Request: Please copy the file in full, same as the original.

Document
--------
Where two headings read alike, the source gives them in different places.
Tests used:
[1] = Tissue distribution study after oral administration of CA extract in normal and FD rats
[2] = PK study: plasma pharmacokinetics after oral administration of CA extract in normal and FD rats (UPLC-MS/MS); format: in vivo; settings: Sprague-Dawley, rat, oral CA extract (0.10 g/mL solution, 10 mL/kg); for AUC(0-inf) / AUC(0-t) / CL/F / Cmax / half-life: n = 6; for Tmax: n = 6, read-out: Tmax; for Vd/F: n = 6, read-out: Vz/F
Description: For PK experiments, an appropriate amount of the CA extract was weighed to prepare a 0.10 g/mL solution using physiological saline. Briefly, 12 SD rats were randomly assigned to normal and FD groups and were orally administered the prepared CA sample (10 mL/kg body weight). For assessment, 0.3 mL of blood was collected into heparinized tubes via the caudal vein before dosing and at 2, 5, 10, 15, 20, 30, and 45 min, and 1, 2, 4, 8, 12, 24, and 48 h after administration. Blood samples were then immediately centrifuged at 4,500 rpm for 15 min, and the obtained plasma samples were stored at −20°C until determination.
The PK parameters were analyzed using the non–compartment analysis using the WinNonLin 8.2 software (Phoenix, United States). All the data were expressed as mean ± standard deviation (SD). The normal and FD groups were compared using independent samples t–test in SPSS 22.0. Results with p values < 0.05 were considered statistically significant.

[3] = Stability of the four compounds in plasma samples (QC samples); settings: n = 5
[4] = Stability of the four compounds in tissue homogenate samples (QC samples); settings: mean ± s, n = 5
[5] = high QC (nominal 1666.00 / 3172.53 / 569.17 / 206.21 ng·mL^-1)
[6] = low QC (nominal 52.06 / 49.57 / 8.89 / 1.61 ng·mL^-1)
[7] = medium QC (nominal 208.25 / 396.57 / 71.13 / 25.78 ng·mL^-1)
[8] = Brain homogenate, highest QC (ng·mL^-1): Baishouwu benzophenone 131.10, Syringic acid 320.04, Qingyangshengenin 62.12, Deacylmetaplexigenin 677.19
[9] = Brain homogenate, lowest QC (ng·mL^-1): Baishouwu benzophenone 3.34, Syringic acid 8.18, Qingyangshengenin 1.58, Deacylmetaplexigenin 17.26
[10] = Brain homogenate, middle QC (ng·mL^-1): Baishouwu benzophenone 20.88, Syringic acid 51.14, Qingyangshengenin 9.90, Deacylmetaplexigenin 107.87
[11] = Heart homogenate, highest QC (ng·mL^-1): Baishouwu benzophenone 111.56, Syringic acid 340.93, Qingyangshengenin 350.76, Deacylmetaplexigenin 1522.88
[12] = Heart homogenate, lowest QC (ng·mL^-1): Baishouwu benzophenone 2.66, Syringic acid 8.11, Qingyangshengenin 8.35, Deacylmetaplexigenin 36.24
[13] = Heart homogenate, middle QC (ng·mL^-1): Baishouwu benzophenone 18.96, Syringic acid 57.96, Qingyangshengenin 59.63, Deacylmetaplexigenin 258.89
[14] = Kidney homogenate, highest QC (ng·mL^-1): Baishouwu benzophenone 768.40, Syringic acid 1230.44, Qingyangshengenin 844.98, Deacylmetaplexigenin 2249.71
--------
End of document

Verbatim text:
Where two headings read alike, the source gives them in different places.
Tests used:
[1] = Tissue distribution study after oral administration of CA extract in normal and FD rats
[2] = PK study: plasma pharmacokinetics after oral administration of CA extract in normal and FD rats (UPLC-MS/MS); format: in vivo; settings: Sprague-Dawley, rat, oral CA extract (0.10 g/mL solution, 10 mL/kg); for AUC(0-inf) / AUC(0-t) / CL/F / Cmax / half-life: n = 6; for Tmax: n = 6, read-out: Tmax; for Vd/F: n = 6, read-out: Vz/F
Description: For PK experiments, an appropriate amount of the CA extract was weighed to prepare a 0.10 g/mL solution using physiological saline. Briefly, 12 SD rats were randomly assigned to normal and FD groups and were orally administered the prepared CA sample (10 mL/kg body weight). For assessment, 0.3 mL of blood was collected into heparinized tubes via the caudal vein before dosing and at 2, 5, 10, 15, 20, 30, and 45 min, and 1, 2, 4, 8, 12, 24, and 48 h after administration. Blood samples were then immediately centrifuged at 4,500 rpm for 15 min, and the obtained plasma samples were stored at −20°C until determination.
The PK parameters were analyzed using the non–compartment analysis using the WinNonLin 8.2 software (Phoenix, United States). All the data were expressed as mean ± standard deviation (SD). The normal and FD groups were compared using independent samples t–test in SPSS 22.0. Results with p values < 0.05 were considered statistically significant.

[3] = Stability of the four compounds in plasma samples (QC samples); settings: n = 5
[4] = Stability of the four compounds in tissue homogenate samples (QC samples); settings: mean ± s, n = 5
[5] = high QC (nominal 1666.00 / 3172.53 / 569.17 / 206.21 ng·mL^-1)
[6] = low QC (nominal 52.06 / 49.57 / 8.89 / 1.61 ng·mL^-1)
[7] = medium QC (nominal 208.25 / 396.57 / 71.13 / 25.78 ng·mL^-1)
[8] = Brain homogenate, highest QC (ng·mL^-1): Baishouwu benzophenone 131.10, Syringic acid 320.04, Qingyangshengenin 62.12, Deacylmetaplexigenin 677.19
[9] = Brain homogenate, lowest QC (ng·mL^-1): Baishouwu benzophenone 3.34, Syringic acid 8.18, Qingyangshengenin 1.58, Deacylmetaplexigenin 17.26
[10] = Brain homogenate, middle QC (ng·mL^-1): Baishouwu benzophenone 20.88, Syringic acid 51.14, Qingyangshengenin 9.90, Deacylmetaplexigenin 107.87
[11] = Heart homogenate, highest QC (ng·mL^-1): Baishouwu benzophenone 111.56, Syringic acid 340.93, Qingyangshengenin 350.76, Deacylmetaplexigenin 1522.88
[12] = Heart homogenate, lowest QC (ng·mL^-1): Baishouwu benzophenone 2.66, Syringic acid 8.11, Qingyangshengenin 8.35, Deacylmetaplexigenin 36.24
[13] = Heart homogenate, middle QC (ng·mL^-1): Baishouwu benzophenone 18.96, Syringic acid 57.96, Qingyangshengenin 59.63, Deacylmetaplexigenin 258.89
[14] = Kidney homogenate, highest QC (ng·mL^-1): Baishouwu benzophenone 768.40, Syringic acid 1230.44, Qingyangshengenin 844.98, Deacylmetaplexigenin 2249.71